Monday, March 7, 2016

A curated walk Through the works of Dashrath Patel with Sadanad Menon

It was the occassion of Chennai Photo Biennale and one of the talks was by Sdanand on the works of the famed Dashrath Patel, the man famously behind the NID. Sadanand is a treasure trove of information on arts and artists for our times, for he has lived through the times of artists and seen them work at close quarters. He has seen the rise of Indian Modernism and has followed its development closely from its very early stages. He is home to so much wonderful archival artistic material and very safely so, for no one else can care for them better.

Sadanand has been closely associated with Dashrath, who was also involved with the  conception and creation of the Spaces. It showed in the number of stories Sadanand had to say about each and every photo of Dashrath, that he walked us thru in the course of his presentation. The presentation had some 100 pics painstakingly gleaned from a collection of 10,000 that has been digitised from a total volume of an whopping  1,20,000 pictures.

Dashrath studied in the Chennai fine arts college under the tutelage of Devi Prasad Roy Chaudri, who had  headed the institute for almost 30 years. It is gladdening to note chennai has had a rooted connection to this artist, some thing to be proud of . ' He was the first assistant to his teacher Devi Prasad Roy Choudhury in the execution of the two iconic sculptures along the Marina Beach – “Triumph of Labour” and the Gandhi statue. For these, Dashrath created the plaster-of-Paris maquettes in various shapes and sizes before the famous bronzes were eventually cast. Fifty years later, he was thrilled to be invited to create a sculpture at the junction along the IT corridor near Tidel Park, on the theme of fire. The 35-feet tall coloured plumes in reinforced concrete will remain his visible signature on the city.(

'Fire' sculpture in RCC at Tidel Park Jn

he did his masters at Bhulabai desai inst, Mumbai , where he was contemporaries with the likes of MF Hussain, Gaitonde, Tyeb Mehta. Bhulabai was an attorney and had famously defended the INA soldiers and  had assisted in the defence of Bhagat Singh.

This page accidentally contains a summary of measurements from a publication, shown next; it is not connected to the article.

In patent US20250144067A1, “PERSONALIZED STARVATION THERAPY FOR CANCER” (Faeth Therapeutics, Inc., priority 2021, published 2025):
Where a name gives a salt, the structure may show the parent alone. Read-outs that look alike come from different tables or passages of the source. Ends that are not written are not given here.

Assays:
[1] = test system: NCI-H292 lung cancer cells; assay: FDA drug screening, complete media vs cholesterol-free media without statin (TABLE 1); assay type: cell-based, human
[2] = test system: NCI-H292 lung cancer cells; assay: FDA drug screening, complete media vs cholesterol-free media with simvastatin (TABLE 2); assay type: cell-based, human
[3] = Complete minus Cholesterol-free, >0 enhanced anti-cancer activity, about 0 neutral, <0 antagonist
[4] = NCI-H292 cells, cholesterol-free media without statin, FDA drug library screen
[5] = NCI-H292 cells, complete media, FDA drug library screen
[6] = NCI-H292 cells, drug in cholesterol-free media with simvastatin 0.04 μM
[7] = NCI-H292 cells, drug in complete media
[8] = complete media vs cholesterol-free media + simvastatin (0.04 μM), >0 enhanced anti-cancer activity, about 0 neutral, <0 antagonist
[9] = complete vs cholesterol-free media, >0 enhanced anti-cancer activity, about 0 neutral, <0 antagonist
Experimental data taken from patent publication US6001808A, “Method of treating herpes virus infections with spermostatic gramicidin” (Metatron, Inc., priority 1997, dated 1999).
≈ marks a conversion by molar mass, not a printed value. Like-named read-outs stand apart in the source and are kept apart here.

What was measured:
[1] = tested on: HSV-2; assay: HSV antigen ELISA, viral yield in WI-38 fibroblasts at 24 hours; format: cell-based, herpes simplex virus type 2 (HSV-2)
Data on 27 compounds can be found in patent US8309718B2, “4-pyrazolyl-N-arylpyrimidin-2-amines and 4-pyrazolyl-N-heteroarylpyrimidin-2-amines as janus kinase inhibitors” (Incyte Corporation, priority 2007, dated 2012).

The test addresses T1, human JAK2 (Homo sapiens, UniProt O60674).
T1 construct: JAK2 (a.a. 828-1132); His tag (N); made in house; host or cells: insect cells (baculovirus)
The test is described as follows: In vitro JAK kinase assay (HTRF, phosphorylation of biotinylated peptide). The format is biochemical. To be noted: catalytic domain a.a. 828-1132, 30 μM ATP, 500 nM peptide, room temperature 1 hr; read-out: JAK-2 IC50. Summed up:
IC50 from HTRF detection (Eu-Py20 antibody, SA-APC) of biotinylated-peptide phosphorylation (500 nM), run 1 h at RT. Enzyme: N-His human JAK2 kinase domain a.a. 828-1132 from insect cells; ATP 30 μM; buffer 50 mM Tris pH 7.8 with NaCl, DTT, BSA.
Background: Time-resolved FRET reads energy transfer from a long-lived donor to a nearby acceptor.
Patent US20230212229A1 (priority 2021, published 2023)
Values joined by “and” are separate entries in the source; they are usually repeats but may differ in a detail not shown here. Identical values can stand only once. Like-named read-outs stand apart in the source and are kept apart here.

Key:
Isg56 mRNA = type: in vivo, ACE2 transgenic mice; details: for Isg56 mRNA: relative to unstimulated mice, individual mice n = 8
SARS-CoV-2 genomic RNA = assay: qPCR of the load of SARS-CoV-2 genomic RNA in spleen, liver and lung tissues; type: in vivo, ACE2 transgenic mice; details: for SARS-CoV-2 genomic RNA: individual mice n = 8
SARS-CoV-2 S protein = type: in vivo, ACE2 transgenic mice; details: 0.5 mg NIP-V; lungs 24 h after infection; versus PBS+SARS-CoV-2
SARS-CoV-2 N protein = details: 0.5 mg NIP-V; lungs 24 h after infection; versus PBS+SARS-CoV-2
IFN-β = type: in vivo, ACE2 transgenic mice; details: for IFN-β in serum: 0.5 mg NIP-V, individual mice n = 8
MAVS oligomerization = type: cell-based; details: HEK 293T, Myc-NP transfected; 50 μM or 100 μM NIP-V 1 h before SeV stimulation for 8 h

While talking of the Bombay artists Sadanand just can't pass without mentioning the anecdote of the travails of the Bomabay artists to sell their works and how Bhulabai would invite a monied business man and show him around the works of these artists in a bid to sell and the camaraderie among the artists.

And then talking of Dashrath's journey comes an anecdote i have heard quite a few times from Sadanand himself, the story of Dashrath Patel's first encounter with, Henri Cartier-Bresson:

"He was really interested in seeking," Patel points out, "Taking photographs was secondary. His main interest was in seeing. He was interested in everything around him and in knowing what people were doing... When I exhibited at the Galerie Barbizon, Cartier-Bresson had come to see. Afterwards he put his camera in my hand and said, 'Can you shoot a frame for me?' At that time I hated the camera. All I wanted was to draw at the time. I said, 'I don't do photography. Why should I?' He said, 'You are clear in your drawing, but I also want to know what you see with another tool.' So I clicked a shot and forgot about it. Couple of weeks later he invited me home for a meal and to meet his wife. He showed me many prints. He held up one and said, 'You like it?' By then I had already forgotten that I had shot a picture with his camera - I had done it with so much resistance and prejudice. I said, 'Yes, it's very well seen!' He said 'It's you and it's important you buy a camera and work with it!' That's how I got my first camera."

Dashrath comes back and takes up to photography just as a fish to water. He always had an artisan's keenness to learn every details of an art. so he learned the intricacies of making prints as well.